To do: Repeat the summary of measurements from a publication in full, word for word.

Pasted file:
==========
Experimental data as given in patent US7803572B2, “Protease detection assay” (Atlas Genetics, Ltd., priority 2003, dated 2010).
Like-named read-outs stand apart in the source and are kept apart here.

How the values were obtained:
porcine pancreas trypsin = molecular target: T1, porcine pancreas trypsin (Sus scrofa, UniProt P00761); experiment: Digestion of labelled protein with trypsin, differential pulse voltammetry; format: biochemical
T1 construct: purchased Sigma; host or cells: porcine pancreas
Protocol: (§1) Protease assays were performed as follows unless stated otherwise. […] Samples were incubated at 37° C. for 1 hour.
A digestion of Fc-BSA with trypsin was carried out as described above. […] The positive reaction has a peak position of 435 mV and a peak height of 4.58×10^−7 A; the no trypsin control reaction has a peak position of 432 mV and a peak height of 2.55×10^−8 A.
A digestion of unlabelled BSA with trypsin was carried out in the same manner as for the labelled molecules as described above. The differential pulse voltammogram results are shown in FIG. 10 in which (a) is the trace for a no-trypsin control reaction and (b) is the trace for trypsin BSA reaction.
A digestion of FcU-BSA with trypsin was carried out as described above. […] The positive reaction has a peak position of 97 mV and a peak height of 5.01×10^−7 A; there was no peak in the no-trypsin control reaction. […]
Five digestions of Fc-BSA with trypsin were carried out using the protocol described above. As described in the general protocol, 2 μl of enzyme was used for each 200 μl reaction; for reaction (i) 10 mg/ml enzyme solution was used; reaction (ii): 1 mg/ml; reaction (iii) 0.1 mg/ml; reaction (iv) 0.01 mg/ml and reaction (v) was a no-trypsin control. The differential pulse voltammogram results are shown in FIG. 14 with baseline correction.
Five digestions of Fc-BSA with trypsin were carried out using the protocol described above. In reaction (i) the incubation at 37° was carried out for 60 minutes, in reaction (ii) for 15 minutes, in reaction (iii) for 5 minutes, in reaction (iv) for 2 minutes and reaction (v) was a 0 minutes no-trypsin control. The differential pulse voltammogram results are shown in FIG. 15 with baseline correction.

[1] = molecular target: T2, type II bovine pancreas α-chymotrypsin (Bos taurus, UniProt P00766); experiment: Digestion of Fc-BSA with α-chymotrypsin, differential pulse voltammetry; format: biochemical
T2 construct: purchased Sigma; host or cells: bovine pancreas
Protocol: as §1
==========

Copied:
Experimental data as given in patent US7803572B2, “Protease detection assay” (Atlas Genetics, Ltd., priority 2003, dated 2010).
Like-named read-outs stand apart in the source and are kept apart here.

How the values were obtained:
porcine pancreas trypsin = molecular target: T1, porcine pancreas trypsin (Sus scrofa, UniProt P00761); experiment: Digestion of labelled protein with trypsin, differential pulse voltammetry; format: biochemical
T1 construct: purchased Sigma; host or cells: porcine pancreas
Protocol: (§1) Protease assays were performed as follows unless stated otherwise. […] Samples were incubated at 37° C. for 1 hour.
A digestion of Fc-BSA with trypsin was carried out as described above. […] The positive reaction has a peak position of 435 mV and a peak height of 4.58×10^−7 A; the no trypsin control reaction has a peak position of 432 mV and a peak height of 2.55×10^−8 A.
A digestion of unlabelled BSA with trypsin was carried out in the same manner as for the labelled molecules as described above. The differential pulse voltammogram results are shown in FIG. 10 in which (a) is the trace for a no-trypsin control reaction and (b) is the trace for trypsin BSA reaction.
A digestion of FcU-BSA with trypsin was carried out as described above. […] The positive reaction has a peak position of 97 mV and a peak height of 5.01×10^−7 A; there was no peak in the no-trypsin control reaction. […]
Five digestions of Fc-BSA with trypsin were carried out using the protocol described above. As described in the general protocol, 2 μl of enzyme was used for each 200 μl reaction; for reaction (i) 10 mg/ml enzyme solution was used; reaction (ii): 1 mg/ml; reaction (iii) 0.1 mg/ml; reaction (iv) 0.01 mg/ml and reaction (v) was a no-trypsin control. The differential pulse voltammogram results are shown in FIG. 14 with baseline correction.
Five digestions of Fc-BSA with trypsin were carried out using the protocol described above. In reaction (i) the incubation at 37° was carried out for 60 minutes, in reaction (ii) for 15 minutes, in reaction (iii) for 5 minutes, in reaction (iv) for 2 minutes and reaction (v) was a 0 minutes no-trypsin control. The differential pulse voltammogram results are shown in FIG. 15 with baseline correction.

[1] = molecular target: T2, type II bovine pancreas α-chymotrypsin (Bos taurus, UniProt P00766); experiment: Digestion of Fc-BSA with α-chymotrypsin, differential pulse voltammetry; format: biochemical
T2 construct: purchased Sigma; host or cells: bovine pancreas
Protocol: as §1